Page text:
Compass 2022: innovation in supply chains

The past 18 months have brought to light just how fragile and interconnected many brands' logistic networks truly are. We'll be focusing on the positive strides companies are making, and sharing insights on next-gen tech to ethical labor practices.
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Supply chain innovation is one of 10 themes Courier wants to focus on in 2022 – our compass for content, if you will. Some stories and topics get us going a bit more than others, and while they might not include the fastest growing industries or the most talked-about trends, they're the ones we think deserve more attention over the coming 12 months. Click here to see all 10 themes.

Brands these days are being pressured to provide detailed, technical breakdowns about where their raw materials are sourced from, who manufactures their products and how they choose the factories they partner with. But these efforts aren't just for show: studies show that people are willing to pay more for products that carry information about where they came from.

Achieving this level of transparency isn't easy, especially for an existing business that hasn't embedded it into operations from the off. Even for a new business, when your product has multiple components or parts, your supply chain becomes much more complicated and challenging to track. 

For the most part, businesses are at the whim of factories, manufacturers, wholesalers and brokers who might not have the same transparency aspirations. A lot of the clunky and unsexy parts of supply chains are still in the shadows. And, for those smaller brands where manufacturing costs can make or break a business, it can be difficult to exercise control over every part of the process. 

Few businesses were immune to the shortages and supply chain disruptions caused by the Covid-19 pandemic, which laid bare the globalized nature of products and resources that we deemed essential. The same happened with the Suez Canal blockage of March 2021; for the six days that a cargo ship blocked the narrow waterway, nearly $10 billion of trade was disrupted each day. 

There's still a lot to be done to mitigate the risks of relying on fragmented, global supply chains. But there's also plenty of innovation happening in the space, which will help small businesses understand and take more control over their operations. Here are some trends to keep an eye on. 

 White and private labeling. This refers to when a factory or a manufacturer produces a standardized product, which a number of businesses can then rebrand and sell as their own. The product and manufacturing process itself stay the same, but the price at which each business sells it could differ. Check out Bali Swim, a white-label swimwear manufacturer based between Sweden and Indonesia. Meanwhile, Pietra is a platform that allows content creators to partner with select manufacturers to launch their own brands and online‑shopping platforms.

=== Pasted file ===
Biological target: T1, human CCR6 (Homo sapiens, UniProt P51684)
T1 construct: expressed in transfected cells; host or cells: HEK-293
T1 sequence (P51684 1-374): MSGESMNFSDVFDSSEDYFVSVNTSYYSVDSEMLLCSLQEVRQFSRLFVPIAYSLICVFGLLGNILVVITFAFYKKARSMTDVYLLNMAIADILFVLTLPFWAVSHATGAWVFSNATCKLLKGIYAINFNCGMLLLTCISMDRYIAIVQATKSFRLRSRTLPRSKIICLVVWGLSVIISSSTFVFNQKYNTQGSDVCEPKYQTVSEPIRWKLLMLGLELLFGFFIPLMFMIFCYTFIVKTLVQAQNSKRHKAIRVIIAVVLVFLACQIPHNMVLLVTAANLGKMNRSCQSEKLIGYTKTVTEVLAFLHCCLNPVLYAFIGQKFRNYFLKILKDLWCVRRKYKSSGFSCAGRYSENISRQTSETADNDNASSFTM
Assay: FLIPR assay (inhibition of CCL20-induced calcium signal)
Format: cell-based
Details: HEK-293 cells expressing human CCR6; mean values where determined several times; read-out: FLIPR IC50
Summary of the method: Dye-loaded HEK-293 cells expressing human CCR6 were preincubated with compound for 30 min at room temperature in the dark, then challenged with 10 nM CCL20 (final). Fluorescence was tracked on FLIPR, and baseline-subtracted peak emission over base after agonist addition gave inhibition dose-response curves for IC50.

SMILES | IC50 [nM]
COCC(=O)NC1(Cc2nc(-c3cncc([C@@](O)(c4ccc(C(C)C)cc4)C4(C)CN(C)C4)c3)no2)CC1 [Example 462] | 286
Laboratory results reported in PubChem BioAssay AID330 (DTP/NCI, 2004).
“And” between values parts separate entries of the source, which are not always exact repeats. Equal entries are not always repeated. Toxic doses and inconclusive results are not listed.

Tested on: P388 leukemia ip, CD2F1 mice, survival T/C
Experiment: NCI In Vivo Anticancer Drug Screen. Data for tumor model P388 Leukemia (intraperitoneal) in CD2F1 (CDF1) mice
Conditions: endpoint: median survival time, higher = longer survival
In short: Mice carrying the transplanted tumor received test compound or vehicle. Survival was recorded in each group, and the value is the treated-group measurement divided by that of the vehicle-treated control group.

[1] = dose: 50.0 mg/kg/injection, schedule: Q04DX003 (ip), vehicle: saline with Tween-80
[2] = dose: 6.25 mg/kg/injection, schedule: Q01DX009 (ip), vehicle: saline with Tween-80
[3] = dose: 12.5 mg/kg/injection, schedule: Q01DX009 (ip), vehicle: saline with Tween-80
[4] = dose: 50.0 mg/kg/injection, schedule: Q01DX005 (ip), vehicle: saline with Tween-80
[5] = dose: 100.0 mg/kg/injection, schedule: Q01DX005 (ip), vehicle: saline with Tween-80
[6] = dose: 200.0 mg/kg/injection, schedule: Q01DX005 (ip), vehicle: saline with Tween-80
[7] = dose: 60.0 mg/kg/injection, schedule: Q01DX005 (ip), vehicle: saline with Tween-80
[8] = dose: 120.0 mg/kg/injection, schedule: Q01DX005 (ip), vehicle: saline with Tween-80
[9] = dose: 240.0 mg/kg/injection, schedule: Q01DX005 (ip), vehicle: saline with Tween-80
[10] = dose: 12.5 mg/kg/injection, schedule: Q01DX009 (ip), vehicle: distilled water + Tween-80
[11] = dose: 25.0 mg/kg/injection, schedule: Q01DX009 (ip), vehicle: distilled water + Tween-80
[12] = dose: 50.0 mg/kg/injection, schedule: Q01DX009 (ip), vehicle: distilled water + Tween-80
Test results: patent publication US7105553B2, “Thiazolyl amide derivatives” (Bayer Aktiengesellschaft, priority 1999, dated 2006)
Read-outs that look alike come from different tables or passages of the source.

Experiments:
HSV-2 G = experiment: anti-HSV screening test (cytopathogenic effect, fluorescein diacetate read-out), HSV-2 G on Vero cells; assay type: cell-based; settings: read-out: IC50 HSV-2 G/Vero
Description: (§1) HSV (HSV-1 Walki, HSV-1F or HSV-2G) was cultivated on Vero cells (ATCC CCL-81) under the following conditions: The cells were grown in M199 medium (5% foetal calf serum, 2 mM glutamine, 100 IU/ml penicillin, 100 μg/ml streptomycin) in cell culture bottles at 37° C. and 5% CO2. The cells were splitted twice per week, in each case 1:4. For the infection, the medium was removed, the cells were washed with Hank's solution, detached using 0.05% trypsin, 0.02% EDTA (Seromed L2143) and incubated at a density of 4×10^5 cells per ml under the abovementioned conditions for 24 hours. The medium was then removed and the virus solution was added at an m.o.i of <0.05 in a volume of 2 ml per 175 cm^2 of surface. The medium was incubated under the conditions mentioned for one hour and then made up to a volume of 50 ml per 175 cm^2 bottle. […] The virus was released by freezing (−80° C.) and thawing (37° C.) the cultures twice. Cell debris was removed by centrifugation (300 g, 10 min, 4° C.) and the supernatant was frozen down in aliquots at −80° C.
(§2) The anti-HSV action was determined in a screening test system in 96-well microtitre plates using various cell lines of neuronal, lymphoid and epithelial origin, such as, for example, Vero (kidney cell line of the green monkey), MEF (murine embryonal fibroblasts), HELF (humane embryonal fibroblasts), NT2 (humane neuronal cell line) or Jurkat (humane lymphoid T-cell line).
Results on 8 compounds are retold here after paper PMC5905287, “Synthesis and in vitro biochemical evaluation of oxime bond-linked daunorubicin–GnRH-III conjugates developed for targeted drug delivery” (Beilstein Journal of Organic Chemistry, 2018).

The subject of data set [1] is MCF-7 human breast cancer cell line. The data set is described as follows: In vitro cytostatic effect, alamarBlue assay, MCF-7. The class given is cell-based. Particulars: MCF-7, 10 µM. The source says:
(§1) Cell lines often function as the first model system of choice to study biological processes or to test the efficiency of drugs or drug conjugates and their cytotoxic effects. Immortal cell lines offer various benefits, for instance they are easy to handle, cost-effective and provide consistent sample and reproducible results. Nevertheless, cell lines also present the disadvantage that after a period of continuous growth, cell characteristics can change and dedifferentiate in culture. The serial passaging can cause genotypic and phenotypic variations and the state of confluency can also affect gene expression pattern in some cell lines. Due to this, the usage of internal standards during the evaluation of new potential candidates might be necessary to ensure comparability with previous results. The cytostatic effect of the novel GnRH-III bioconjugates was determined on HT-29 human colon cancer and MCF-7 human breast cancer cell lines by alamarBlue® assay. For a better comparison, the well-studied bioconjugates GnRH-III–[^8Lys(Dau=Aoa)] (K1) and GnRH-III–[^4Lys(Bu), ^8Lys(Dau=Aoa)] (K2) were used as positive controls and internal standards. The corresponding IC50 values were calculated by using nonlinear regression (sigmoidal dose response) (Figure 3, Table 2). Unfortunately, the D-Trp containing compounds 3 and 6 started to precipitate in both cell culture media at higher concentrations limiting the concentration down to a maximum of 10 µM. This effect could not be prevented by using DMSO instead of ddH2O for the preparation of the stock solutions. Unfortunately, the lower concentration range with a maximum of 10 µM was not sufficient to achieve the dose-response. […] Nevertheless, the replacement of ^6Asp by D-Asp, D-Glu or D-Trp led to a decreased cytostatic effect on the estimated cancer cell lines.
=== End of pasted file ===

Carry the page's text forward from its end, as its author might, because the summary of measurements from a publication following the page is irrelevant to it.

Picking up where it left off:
Wholesaling. Typically, a retailer will buy products from brands in bulk to sell on to an end consumer. Buying in bulk also means that the retailer can get a substantial discount on the price of each unit. But middlemen (AKA, wholesalers) often buy in bulk from manufacturers to sell on to retailers, which can sometimes muddy the provenance of items as they move along the chain. With consumers demanding more transparency, wholesaling will have to evolve, too. Platforms like Faire, JOOR and Abound are digitizing the wholesale process, simplifying ordering and communication between independent brands and retailers. 

High-tech supply chains. Blockchain tech has the potential to revolutionize the fundamentals of supply-chain dynamics, with every transaction and movement of a particular component or product being tracked and recorded before it reaches the end consumer (with product QR codes that show each stage of its journey). AI and robotic automation are reducing the time and cost of getting products to people, while next-generation data analytics allow manufacturers to access real-time information about speed and efficiency through the production process.

Warehousing and storage. Larger brands and businesses are likely to have access to their own warehouses and storage facilities. Smaller brands, however, will not only have to share storage space, but must also outsource the responsibility of managing the stock that comes in and out of that space. The global market for self-storage services is expected to be worth nearly $65 billion by 2026, up from $48 billion in 2020. Neighbor is a startup that connects those who want to rent space with ‘hosts’. Running self-storage facilities is also becoming a source of passive income: OpenUnit offers software that allows storage owners to remotely manage their facilities. 

Last-mile logistics. The final step in the delivery process – getting an item from storage to the end consumer – is estimated to account for two-fifths of a company's total logistics costs. And it's not always financially viable for small businesses to manage this process by themselves, with many increasingly relying on third-party service providers. Grocery chain Walmart recently launched GoLocal, a business-to-business service that allows other companies to use its delivery network to fulfill their orders. In the Philippines, delivery provider Dingdong is using its network of more than 100 riders to help small and medium-sized businesses – including those running companies from their homes – to get products delivered to customers. The company hopes to have trained up 1 million riders by 2025.

This article was first published in Courier issue 44, December 2021/January 2022. To purchase the issue or become a subscriber, head to our webshop.

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